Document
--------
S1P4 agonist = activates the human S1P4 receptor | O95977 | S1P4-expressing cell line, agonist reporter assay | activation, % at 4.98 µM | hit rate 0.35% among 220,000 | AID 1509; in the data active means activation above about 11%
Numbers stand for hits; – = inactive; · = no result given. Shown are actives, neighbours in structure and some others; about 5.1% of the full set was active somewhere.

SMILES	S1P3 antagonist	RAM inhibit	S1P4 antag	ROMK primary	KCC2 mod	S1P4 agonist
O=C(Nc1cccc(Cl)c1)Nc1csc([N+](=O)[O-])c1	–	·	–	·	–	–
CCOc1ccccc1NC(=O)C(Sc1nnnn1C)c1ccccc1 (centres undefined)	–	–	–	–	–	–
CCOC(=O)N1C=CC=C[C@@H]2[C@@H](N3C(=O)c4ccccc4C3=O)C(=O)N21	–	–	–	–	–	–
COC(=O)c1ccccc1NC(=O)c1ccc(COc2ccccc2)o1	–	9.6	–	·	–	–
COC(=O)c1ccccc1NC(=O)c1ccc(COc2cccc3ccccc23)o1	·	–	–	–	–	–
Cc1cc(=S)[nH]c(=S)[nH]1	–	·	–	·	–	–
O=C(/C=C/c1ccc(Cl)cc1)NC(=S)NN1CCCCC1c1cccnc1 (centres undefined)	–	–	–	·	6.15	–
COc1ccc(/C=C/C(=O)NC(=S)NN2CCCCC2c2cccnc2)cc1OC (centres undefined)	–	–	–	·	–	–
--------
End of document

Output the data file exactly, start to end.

S1P4 agonist = activates the human S1P4 receptor | O95977 | S1P4-expressing cell line, agonist reporter assay | activation, % at 4.98 µM | hit rate 0.35% among 220,000 | AID 1509; in the data active means activation above about 11%
Numbers stand for hits; – = inactive; · = no result given. Shown are actives, neighbours in structure and some others; about 5.1% of the full set was active somewhere.

SMILES	S1P3 antagonist	RAM inhibit	S1P4 antag	ROMK primary	KCC2 mod	S1P4 agonist
O=C(Nc1cccc(Cl)c1)Nc1csc([N+](=O)[O-])c1	–	·	–	·	–	–
CCOc1ccccc1NC(=O)C(Sc1nnnn1C)c1ccccc1 (centres undefined)	–	–	–	–	–	–
CCOC(=O)N1C=CC=C[C@@H]2[C@@H](N3C(=O)c4ccccc4C3=O)C(=O)N21	–	–	–	–	–	–
COC(=O)c1ccccc1NC(=O)c1ccc(COc2ccccc2)o1	–	9.6	–	·	–	–
COC(=O)c1ccccc1NC(=O)c1ccc(COc2cccc3ccccc23)o1	·	–	–	–	–	–
Cc1cc(=S)[nH]c(=S)[nH]1	–	·	–	·	–	–
O=C(/C=C/c1ccc(Cl)cc1)NC(=S)NN1CCCCC1c1cccnc1 (centres undefined)	–	–	–	·	6.15	–
COc1ccc(/C=C/C(=O)NC(=S)NN2CCCCC2c2cccnc2)cc1OC (centres undefined)	–	–	–	·	–	–